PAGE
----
OK, let's take a step back further, can anyone even contemplate the depths of the great depression with regard to unemployment and misery? The dust bowl?

Neither of these brought about a revolution and people are even more lazy than ever. Revolution takes work and sacrifice. People die in revolutions. Admittedly there are enough guns around now for people to die in large numbers, but who are you gonna kill? Who really represents what you would Revolt against? Our country (and the world) is all so interdependent now that violent revolutions in developed countries are a real .... uh, INCONVENIENCE.

The revolution will be televised, but everyone will be sitting on their asses in front of the tube waiting for someone else to get it rolling.

BTW, 0% unemployment would imply a perfect match of jobs with skilled labor, a perfect match of job location with population location and no international mobility of labor (no immigration of labor willing to do any one job cheaper, as the cost of labor gets driven up by the decreasing supply of labor). I would doubt that any of this will happen in our lifetime, and its not necessarily a desirable goal. Labor must be available and mobile to keep costs down.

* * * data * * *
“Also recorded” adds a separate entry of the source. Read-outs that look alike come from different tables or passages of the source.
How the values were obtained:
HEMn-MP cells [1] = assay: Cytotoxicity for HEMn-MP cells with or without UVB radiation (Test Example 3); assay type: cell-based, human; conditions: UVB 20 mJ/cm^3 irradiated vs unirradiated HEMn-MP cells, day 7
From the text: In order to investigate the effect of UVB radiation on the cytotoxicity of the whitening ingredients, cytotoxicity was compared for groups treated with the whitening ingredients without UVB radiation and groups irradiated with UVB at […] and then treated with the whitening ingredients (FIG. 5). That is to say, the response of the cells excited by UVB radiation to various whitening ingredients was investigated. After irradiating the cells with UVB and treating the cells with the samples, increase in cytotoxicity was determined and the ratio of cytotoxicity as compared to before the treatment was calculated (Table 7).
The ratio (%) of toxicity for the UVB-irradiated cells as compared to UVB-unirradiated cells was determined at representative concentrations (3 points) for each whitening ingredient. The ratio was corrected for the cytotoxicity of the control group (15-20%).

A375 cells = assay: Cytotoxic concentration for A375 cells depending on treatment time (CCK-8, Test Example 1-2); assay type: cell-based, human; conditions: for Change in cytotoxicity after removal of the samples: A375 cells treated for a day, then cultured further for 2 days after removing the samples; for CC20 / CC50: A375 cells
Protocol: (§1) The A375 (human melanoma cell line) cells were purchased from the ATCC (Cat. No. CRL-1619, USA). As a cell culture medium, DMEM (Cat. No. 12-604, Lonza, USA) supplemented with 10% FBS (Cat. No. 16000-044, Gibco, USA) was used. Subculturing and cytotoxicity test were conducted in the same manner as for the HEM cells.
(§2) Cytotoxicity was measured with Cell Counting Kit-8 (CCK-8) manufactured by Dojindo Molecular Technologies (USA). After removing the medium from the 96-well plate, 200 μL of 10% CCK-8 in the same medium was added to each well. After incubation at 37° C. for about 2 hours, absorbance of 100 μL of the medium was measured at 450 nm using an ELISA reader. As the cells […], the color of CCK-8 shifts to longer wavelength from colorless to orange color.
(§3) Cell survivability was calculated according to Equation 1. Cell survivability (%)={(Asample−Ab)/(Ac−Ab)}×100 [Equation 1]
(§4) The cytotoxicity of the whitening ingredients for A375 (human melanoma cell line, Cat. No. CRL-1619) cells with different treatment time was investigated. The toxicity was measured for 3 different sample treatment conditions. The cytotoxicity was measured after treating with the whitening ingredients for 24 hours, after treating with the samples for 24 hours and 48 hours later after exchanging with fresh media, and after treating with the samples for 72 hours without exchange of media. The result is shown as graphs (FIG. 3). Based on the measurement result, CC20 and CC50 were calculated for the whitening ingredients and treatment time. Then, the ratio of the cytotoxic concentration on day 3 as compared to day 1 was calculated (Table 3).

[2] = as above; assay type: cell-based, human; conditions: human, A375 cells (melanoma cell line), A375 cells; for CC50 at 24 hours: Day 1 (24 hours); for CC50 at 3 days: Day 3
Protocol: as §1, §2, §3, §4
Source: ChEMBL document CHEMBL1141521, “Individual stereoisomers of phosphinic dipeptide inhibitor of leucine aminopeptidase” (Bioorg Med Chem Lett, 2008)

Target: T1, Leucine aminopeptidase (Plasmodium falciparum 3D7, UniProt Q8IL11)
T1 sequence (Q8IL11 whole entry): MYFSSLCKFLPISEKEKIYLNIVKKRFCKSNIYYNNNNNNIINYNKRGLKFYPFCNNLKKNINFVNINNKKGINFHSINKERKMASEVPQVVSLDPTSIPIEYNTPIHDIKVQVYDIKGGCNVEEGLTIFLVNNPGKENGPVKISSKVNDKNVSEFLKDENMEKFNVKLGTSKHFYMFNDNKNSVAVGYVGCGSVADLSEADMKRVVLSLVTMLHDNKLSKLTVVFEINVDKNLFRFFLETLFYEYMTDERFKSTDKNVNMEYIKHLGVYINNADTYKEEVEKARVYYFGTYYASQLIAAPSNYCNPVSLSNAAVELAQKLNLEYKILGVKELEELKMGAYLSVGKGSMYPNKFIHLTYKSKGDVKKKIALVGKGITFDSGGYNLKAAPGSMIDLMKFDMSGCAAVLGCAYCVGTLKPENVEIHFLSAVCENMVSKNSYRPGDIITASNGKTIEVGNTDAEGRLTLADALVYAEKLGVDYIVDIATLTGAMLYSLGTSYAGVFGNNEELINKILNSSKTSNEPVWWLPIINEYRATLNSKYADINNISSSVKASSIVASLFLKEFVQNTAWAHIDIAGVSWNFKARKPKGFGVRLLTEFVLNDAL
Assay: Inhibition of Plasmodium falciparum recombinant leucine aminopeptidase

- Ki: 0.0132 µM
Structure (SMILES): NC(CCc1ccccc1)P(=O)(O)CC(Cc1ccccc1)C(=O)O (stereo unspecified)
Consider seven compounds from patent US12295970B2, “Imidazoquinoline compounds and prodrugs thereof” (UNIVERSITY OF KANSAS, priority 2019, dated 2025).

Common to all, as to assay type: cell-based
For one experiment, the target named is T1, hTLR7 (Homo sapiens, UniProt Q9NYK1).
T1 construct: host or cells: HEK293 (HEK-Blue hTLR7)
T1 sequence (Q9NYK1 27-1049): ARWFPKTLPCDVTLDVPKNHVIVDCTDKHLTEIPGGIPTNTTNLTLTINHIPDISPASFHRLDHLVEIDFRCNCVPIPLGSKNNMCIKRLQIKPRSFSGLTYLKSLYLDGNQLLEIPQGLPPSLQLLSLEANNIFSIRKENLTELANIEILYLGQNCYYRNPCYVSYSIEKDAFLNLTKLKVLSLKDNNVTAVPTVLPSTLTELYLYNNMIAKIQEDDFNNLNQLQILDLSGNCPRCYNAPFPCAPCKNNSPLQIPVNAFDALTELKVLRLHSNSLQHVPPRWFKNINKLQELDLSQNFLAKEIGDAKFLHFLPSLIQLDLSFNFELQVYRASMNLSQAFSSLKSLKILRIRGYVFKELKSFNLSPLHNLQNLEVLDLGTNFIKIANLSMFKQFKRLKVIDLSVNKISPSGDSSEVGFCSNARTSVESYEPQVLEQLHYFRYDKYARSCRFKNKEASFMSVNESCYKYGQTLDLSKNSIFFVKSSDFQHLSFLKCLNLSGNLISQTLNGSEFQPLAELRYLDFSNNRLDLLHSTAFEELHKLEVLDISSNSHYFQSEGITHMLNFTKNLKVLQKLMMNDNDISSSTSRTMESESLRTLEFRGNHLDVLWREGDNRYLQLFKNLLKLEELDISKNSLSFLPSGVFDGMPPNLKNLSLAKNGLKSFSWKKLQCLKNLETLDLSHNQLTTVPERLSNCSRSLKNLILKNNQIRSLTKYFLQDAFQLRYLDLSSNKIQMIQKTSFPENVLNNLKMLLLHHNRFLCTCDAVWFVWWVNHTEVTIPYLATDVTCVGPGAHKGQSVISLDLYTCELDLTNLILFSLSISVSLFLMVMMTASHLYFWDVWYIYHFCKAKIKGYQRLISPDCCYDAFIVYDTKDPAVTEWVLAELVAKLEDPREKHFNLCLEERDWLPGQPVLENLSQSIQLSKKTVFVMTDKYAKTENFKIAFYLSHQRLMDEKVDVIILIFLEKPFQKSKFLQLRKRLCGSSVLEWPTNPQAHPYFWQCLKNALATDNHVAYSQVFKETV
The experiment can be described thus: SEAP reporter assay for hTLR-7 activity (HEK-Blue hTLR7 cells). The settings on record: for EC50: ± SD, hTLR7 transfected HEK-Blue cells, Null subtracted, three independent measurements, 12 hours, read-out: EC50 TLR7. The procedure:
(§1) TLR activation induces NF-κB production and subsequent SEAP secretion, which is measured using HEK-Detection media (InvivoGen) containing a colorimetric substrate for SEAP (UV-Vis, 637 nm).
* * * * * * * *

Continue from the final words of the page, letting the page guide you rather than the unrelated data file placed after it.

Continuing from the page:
Jason said...


I'll grant that people are lazier now, but they're also more self-centered. In the past, when things looked bad, people didn't generally think: Hey, I deserve better than this. They thought: This too shall pass. They were used to less.

But you're probably right. Even Eric Hoffer, in his book The True Believer, claims that the middle class is unsuited to revolution because they all aspire to the upper classes. It's the poor who are hopeless enough to try revolution.

Of course, that's just a big ol' case of logical induction. Just because the past was that way doesn't mean the future will be.

Oh, and if you can believe this graph on Wikipedia (and who doesn't believe Wikipedia?), unemployment almost hit ten percent in the early eighties.